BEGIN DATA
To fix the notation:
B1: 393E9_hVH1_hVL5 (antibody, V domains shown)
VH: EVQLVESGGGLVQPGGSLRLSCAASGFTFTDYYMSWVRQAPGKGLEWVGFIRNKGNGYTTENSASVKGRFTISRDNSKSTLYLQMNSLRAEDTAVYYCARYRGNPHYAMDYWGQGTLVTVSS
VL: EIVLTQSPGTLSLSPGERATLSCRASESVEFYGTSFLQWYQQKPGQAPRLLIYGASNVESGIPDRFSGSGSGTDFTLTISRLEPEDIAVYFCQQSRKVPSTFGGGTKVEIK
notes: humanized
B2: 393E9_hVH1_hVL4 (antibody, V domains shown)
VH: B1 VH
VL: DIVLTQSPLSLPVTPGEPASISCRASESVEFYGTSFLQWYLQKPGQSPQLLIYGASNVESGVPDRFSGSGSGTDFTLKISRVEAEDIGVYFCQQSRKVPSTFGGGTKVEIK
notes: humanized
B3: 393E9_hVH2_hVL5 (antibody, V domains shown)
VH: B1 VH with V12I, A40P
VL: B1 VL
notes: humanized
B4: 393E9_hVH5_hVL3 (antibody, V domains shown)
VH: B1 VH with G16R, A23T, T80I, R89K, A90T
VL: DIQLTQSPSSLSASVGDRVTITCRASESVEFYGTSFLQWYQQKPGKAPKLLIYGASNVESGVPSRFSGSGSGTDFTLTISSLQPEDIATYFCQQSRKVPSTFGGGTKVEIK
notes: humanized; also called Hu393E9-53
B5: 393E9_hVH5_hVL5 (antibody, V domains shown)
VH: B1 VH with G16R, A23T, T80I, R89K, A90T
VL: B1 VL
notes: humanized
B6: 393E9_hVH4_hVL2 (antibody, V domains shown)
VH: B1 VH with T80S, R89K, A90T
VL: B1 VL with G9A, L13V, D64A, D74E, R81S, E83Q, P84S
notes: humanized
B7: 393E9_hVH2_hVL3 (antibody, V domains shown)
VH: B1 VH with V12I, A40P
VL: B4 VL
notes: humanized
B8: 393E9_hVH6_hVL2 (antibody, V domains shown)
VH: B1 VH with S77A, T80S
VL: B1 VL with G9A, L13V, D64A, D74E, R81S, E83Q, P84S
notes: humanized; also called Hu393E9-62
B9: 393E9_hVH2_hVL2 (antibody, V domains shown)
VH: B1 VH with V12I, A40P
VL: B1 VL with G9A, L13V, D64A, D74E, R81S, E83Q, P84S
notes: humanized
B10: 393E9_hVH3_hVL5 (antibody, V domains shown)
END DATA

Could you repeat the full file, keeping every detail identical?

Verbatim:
To fix the notation:
B1: 393E9_hVH1_hVL5 (antibody, V domains shown)
VH: EVQLVESGGGLVQPGGSLRLSCAASGFTFTDYYMSWVRQAPGKGLEWVGFIRNKGNGYTTENSASVKGRFTISRDNSKSTLYLQMNSLRAEDTAVYYCARYRGNPHYAMDYWGQGTLVTVSS
VL: EIVLTQSPGTLSLSPGERATLSCRASESVEFYGTSFLQWYQQKPGQAPRLLIYGASNVESGIPDRFSGSGSGTDFTLTISRLEPEDIAVYFCQQSRKVPSTFGGGTKVEIK
notes: humanized
B2: 393E9_hVH1_hVL4 (antibody, V domains shown)
VH: B1 VH
VL: DIVLTQSPLSLPVTPGEPASISCRASESVEFYGTSFLQWYLQKPGQSPQLLIYGASNVESGVPDRFSGSGSGTDFTLKISRVEAEDIGVYFCQQSRKVPSTFGGGTKVEIK
notes: humanized
B3: 393E9_hVH2_hVL5 (antibody, V domains shown)
VH: B1 VH with V12I, A40P
VL: B1 VL
notes: humanized
B4: 393E9_hVH5_hVL3 (antibody, V domains shown)
VH: B1 VH with G16R, A23T, T80I, R89K, A90T
VL: DIQLTQSPSSLSASVGDRVTITCRASESVEFYGTSFLQWYQQKPGKAPKLLIYGASNVESGVPSRFSGSGSGTDFTLTISSLQPEDIATYFCQQSRKVPSTFGGGTKVEIK
notes: humanized; also called Hu393E9-53
B5: 393E9_hVH5_hVL5 (antibody, V domains shown)
VH: B1 VH with G16R, A23T, T80I, R89K, A90T
VL: B1 VL
notes: humanized
B6: 393E9_hVH4_hVL2 (antibody, V domains shown)
VH: B1 VH with T80S, R89K, A90T
VL: B1 VL with G9A, L13V, D64A, D74E, R81S, E83Q, P84S
notes: humanized
B7: 393E9_hVH2_hVL3 (antibody, V domains shown)
VH: B1 VH with V12I, A40P
VL: B4 VL
notes: humanized
B8: 393E9_hVH6_hVL2 (antibody, V domains shown)
VH: B1 VH with S77A, T80S
VL: B1 VL with G9A, L13V, D64A, D74E, R81S, E83Q, P84S
notes: humanized; also called Hu393E9-62
B9: 393E9_hVH2_hVL2 (antibody, V domains shown)
VH: B1 VH with V12I, A40P
VL: B1 VL with G9A, L13V, D64A, D74E, R81S, E83Q, P84S
notes: humanized
B10: 393E9_hVH3_hVL5 (antibody, V domains shown)